mandag 23. september 2013

Climate policies in Norway and the EU

By a group of PhD students who have attended the NorRen Summer School 2013.

Emissions of greenhouse gases (GHG) have become a huge problem worldwide. The global temperature is expected to increase over the next century with potentially devastating consequences. As a part of the Climate and Energy Package the EU decided on the 20-20-20 goal by 2020 with the intention of limiting the global warming to two degrees Celsius by 2050. 20-20-20 refers to a 20 % reduction in GHG emissions, 20 % improvement in energy efficiency, and 20 % use of renewable energy in the EU. In order for this goal to be achieved, Norway set a national target of 67.5 % renewable energy [1]. Figure 1 shows how the GHG emissions are distributed within different sectors in EU and Norway. It is obvious that Norway is in a different situation than the rest of Europe, which will be reflected in the way the country plans to reduce its GHG emissions compared to in the EU.
Figure 1.  Emissions by sector in the EU and Norway in 2009. Adapted from [2,3].

mandag 9. september 2013

The new combination of solar cells and super caps

Av Øyvind Sunde Sortland, Thomas Holm, Guillherme Gaspar, Denny Ehrler, Sandro Hommel and Peng Liu, NorRen Summer School 2013


The share of electricity generation from solar cells is increasing rapidly and already has a high share in countries like Germany and Italy. A high share of photovoltaic (PV) electricity generation poses challenges for grid operators to provide stable electricity supply due to the highly intermittent solar radiation, varying over time scales of minutes as shown in Figure 1. The output power of PV systems can drop from maximum to a very low value and increase just as suddenly due to passages of clouds.

Intermittency of power production measured for a 2 kWp PV system during a day.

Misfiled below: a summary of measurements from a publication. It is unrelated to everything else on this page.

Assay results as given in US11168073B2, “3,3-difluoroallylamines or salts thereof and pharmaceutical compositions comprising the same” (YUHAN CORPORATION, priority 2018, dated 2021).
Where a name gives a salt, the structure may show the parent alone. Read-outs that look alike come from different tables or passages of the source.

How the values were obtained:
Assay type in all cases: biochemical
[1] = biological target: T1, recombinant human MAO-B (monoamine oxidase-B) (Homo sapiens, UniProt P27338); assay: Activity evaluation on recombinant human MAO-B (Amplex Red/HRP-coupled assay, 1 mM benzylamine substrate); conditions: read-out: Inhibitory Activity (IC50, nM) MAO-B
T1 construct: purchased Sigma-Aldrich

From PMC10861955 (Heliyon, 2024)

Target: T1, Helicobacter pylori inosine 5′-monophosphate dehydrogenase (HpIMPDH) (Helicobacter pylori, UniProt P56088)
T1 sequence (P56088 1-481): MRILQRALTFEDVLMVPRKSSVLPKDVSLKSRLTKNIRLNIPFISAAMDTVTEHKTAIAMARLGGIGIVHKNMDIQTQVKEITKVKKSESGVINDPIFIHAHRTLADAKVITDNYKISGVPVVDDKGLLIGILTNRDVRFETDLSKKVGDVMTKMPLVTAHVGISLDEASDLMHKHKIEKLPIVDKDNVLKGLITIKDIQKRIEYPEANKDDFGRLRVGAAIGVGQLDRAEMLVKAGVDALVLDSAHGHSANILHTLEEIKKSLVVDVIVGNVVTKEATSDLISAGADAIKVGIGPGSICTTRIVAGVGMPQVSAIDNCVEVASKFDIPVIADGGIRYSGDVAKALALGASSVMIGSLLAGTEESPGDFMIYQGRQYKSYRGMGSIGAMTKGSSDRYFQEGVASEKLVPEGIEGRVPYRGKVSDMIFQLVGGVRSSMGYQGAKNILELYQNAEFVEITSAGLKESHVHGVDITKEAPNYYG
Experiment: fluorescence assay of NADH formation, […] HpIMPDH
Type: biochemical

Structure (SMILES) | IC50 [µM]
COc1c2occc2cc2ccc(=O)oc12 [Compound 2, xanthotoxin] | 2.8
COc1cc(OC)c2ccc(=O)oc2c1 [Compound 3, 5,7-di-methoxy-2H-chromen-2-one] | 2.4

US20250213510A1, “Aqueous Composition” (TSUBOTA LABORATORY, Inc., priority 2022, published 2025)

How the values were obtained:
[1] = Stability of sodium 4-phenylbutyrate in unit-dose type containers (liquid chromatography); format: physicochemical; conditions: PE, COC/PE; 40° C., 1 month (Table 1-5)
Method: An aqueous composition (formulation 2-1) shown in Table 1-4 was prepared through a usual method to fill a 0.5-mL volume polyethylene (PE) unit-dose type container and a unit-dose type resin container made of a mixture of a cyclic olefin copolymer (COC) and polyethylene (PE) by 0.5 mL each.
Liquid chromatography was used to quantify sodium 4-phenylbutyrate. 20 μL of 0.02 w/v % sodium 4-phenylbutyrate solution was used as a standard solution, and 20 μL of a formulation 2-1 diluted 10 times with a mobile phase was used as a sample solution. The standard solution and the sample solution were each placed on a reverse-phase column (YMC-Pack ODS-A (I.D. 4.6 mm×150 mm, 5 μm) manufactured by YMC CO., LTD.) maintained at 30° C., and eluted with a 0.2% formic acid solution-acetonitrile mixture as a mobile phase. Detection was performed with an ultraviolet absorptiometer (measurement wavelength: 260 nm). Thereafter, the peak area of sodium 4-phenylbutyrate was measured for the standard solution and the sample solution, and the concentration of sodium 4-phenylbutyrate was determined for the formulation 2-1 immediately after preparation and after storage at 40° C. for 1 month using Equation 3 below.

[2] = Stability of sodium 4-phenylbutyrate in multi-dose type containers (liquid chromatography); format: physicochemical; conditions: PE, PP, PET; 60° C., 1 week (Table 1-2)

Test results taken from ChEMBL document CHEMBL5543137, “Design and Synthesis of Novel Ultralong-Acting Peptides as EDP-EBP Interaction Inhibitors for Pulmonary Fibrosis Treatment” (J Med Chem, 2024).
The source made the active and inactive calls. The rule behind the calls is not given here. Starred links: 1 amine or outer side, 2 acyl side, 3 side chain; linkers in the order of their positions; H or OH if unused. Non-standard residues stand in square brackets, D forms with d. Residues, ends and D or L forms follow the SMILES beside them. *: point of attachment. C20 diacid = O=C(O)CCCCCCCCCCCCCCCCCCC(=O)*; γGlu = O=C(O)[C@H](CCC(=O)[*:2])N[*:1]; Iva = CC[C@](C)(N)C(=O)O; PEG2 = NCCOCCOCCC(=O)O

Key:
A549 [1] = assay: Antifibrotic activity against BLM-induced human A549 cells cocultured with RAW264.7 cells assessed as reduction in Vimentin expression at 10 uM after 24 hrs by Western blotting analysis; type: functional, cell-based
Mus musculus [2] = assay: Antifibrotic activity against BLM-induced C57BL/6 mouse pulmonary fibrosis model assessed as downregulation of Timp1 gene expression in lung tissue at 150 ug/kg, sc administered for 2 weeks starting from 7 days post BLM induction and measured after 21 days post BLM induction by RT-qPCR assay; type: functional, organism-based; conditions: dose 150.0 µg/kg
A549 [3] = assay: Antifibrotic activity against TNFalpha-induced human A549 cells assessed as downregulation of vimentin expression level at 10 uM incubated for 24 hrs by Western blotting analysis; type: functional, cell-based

The minute scale fluctuations in PV power supply are particularly detrimental to grid stability because they are not predicted by weather forecasts. Grid operators would thus benefit from a smooth power supply profile, which provide an opportunity for integrating short-term storage in the PV systems. This post provides a preliminary assessment of the potential for supercapacitors (Electrochemical Double Layer Capacitors, EDLC) to complement batteries for short-term load leveling before feeding the grid. Integrated household and neighborhood systems of renewable energy production and storage also have potential to provide local load-leveling.

fredag 6. september 2013

Contributions from Smart Grids to a Sustainable Energy System

By Livingstone Senyonga NorRen Summer School 2013 

“In the coming decades, electricity’s share of total energy is expected to continue growing, and more intelligent processes will be introduced into this network […]. It is envisioned that the electric power grid will move from an electromechanically controlled system to an electronically controlled network in the next two decades.” Amin et al. (2005).